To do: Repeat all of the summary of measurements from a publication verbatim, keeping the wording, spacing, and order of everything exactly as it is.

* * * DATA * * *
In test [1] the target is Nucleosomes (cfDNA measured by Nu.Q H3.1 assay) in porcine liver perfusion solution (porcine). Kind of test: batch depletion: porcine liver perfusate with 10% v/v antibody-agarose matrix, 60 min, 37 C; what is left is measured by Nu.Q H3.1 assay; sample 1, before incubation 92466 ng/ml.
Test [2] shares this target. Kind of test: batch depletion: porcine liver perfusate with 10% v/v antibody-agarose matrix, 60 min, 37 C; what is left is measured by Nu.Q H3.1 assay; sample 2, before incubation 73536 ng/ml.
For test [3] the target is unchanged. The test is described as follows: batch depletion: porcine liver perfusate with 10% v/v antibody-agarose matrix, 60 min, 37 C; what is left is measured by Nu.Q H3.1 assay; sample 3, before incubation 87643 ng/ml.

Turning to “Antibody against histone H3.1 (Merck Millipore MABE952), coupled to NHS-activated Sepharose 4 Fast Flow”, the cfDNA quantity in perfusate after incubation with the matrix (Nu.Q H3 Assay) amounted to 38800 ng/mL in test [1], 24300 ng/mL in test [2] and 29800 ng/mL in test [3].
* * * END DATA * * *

In test [1] the target is Nucleosomes (cfDNA measured by Nu.Q H3.1 assay) in porcine liver perfusion solution (porcine). Kind of test: batch depletion: porcine liver perfusate with 10% v/v antibody-agarose matrix, 60 min, 37 C; what is left is measured by Nu.Q H3.1 assay; sample 1, before incubation 92466 ng/ml.
Test [2] shares this target. Kind of test: batch depletion: porcine liver perfusate with 10% v/v antibody-agarose matrix, 60 min, 37 C; what is left is measured by Nu.Q H3.1 assay; sample 2, before incubation 73536 ng/ml.
For test [3] the target is unchanged. The test is described as follows: batch depletion: porcine liver perfusate with 10% v/v antibody-agarose matrix, 60 min, 37 C; what is left is measured by Nu.Q H3.1 assay; sample 3, before incubation 87643 ng/ml.

Turning to “Antibody against histone H3.1 (Merck Millipore MABE952), coupled to NHS-activated Sepharose 4 Fast Flow”, the cfDNA quantity in perfusate after incubation with the matrix (Nu.Q H3 Assay) amounted to 38800 ng/mL in test [1], 24300 ng/mL in test [2] and 29800 ng/mL in test [3].